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Perl language structure

The structure of the Perl programming language encompasses both the syntactical rules of the language and the general ways in which programs are organized. [1]

51 relations: "Hello, World!" program, Apache HTTP Server, Array data type, Associative array, Autovivification, Backtracking, Call stack, Comment (computer programming), Conditional operator, CPAN, Data type, Escape character, Fat comma, File descriptor, Filename extension, Functional programming, Glob (programming), Hash table, Henry Spencer, Here document, If and only if, Input/output, Java (programming language), JavaScript, Microsoft Windows, Mixin, Moose (Perl), Newline, Object-oriented programming, Order of operations, Perl, Perl 6, Perl Compatible Regular Expressions, PHP, Pipeline (Unix), POSIX, Programming paradigm, Reference (computer science), Regular expression, Rounding, Ruby (programming language), Shebang (Unix), Short-circuit evaluation, String (computer science), Subroutine, Switch statement, Tail call, There's more than one way to do it, Type system, Variable (computer science), ..., .NET Framework. Expand index (1 more) »

"Hello, World!" program

A "Hello, World!" program is a computer program that outputs "Hello, World!" (or some variant thereof) on a display device.

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Apache HTTP Server

The Apache HTTP Server, colloquially called Apache, is the world's most used web server software.

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Array data type

In computer science, an array type is a data type that is meant to describe a collection of elements (values or variables), each selected by one or more indices (identifying keys) that can be computed at run time by the program.

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Associative array

In computer science, an associative array, map, symbol table, or dictionary is an abstract data type composed of a collection of (key, value) pairs, such that each possible key appears just once in the collection.

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Autovivification

In the Perl programming language, autovivification is the automatic creation of new arrays and hashes as required every time an undefined value is dereferenced.

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Backtracking

Backtracking is a general algorithm for finding all (or some) solutions to some computational problems, notably constraint satisfaction problems, that incrementally builds candidates to the solutions, and abandons each partial candidate c ("backtracks") as soon as it determines that c cannot possibly be completed to a valid solution.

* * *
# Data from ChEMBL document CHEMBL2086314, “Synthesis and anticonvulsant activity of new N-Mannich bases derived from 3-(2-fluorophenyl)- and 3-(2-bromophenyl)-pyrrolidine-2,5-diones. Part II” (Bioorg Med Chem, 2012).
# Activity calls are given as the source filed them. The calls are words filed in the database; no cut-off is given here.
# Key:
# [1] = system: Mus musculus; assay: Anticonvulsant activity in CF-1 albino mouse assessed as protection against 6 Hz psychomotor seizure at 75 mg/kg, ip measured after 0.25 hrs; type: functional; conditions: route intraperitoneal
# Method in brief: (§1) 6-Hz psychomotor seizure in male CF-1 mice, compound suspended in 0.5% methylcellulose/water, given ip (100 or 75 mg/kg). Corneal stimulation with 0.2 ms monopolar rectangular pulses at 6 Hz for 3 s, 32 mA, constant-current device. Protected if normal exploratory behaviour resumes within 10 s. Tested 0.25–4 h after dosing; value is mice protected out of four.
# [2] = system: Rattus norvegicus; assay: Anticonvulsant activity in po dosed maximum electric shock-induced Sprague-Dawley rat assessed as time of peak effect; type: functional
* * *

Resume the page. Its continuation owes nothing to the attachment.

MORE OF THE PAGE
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Call stack

In computer science, a call stack is a stack data structure that stores information about the active subroutines of a computer program.

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Comment (computer programming)

In computer programming, a comment is a programmer-readable annotation in the source code of a computer program.

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Conditional operator

A conditional operator is a type of operator.

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CPAN

CPAN, the Comprehensive Perl Archive Network, is an archive of over 150,929 modules of software in 31,954 distributions, written by 12,241 authors, written in the Perl programming language, as well as documentation for them.

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Data type

In computer science and computer programming, a data type or simply type is a classification identifying one of various types of data, such as real, integer or Boolean, that determines the possible values for that type; the operations that can be done on values of that type; the meaning of the data; and the way values of that type can be stored.

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Escape character

In computing and telecommunication, an escape character is a character which invokes an alternative interpretation on subsequent characters in a character sequence.

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Fat comma

Fat comma (also terned hash rocket in Ruby and a fat arrow in JavaScript) refers to the ".

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File descriptor

In Unix and related computers operating systems, a file descriptor (FD, less frequently fildes) is an abstract indicator used to access a file or other input/output resource, such as a pipe or network connection.

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Filename extension